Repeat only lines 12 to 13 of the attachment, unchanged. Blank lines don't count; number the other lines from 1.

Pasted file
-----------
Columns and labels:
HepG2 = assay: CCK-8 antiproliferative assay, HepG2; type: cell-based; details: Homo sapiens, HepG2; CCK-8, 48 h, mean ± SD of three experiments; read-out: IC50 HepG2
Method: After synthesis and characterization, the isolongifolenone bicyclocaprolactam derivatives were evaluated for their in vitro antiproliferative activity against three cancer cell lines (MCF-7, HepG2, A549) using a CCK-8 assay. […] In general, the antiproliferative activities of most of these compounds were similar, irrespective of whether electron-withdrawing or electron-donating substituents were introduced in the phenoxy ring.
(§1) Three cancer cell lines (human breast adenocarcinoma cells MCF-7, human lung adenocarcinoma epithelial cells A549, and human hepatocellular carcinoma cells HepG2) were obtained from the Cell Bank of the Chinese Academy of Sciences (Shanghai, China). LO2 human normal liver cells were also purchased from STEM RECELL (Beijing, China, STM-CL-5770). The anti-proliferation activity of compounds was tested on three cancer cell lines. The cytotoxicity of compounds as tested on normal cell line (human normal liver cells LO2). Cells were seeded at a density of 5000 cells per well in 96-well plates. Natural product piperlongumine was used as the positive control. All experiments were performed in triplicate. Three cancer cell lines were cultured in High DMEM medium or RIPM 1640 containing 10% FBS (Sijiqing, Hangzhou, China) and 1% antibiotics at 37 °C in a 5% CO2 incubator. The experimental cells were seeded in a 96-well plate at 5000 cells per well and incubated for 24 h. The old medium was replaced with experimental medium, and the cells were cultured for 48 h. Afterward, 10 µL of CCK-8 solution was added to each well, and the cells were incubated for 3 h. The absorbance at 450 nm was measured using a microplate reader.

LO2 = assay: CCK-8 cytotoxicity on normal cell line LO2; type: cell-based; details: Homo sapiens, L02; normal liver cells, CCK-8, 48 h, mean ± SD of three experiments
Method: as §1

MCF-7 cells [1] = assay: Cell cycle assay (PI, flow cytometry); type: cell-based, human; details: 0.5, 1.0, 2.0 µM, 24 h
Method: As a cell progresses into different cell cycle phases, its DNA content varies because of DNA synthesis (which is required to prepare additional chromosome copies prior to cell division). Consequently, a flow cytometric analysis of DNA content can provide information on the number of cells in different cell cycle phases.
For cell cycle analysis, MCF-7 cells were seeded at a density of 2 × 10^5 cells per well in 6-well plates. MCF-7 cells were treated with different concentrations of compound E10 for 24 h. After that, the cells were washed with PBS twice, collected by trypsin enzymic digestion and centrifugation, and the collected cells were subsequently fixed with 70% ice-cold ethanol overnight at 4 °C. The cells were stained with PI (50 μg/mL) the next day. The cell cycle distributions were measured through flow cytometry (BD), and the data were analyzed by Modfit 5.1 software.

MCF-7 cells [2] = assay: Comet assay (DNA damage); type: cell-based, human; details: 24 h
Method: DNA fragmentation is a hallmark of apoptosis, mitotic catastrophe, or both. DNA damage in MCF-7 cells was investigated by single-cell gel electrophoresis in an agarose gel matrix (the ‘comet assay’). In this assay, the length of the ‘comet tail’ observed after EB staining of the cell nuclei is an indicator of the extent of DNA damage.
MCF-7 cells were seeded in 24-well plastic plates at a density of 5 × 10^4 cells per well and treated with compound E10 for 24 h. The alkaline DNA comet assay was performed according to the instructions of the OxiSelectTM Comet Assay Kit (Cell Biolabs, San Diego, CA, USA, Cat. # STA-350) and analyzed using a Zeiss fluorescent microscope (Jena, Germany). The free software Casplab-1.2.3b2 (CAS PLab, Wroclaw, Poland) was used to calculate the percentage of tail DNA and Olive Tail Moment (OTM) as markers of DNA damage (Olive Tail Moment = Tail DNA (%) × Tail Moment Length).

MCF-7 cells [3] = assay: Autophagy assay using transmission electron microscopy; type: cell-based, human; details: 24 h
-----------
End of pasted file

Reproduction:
MCF-7 cells were seeded in 24-well plastic plates at a density of 5 × 10^4 cells per well and treated with compound E10 for 24 h. The alkaline DNA comet assay was performed according to the instructions of the OxiSelectTM Comet Assay Kit (Cell Biolabs, San Diego, CA, USA, Cat. # STA-350) and analyzed using a Zeiss fluorescent microscope (Jena, Germany). The free software Casplab-1.2.3b2 (CAS PLab, Wroclaw, Poland) was used to calculate the percentage of tail DNA and Olive Tail Moment (OTM) as markers of DNA damage (Olive Tail Moment = Tail DNA (%) × Tail Moment Length).

MCF-7 cells [3] = assay: Autophagy assay using transmission electron microscopy; type: cell-based, human; details: 24 h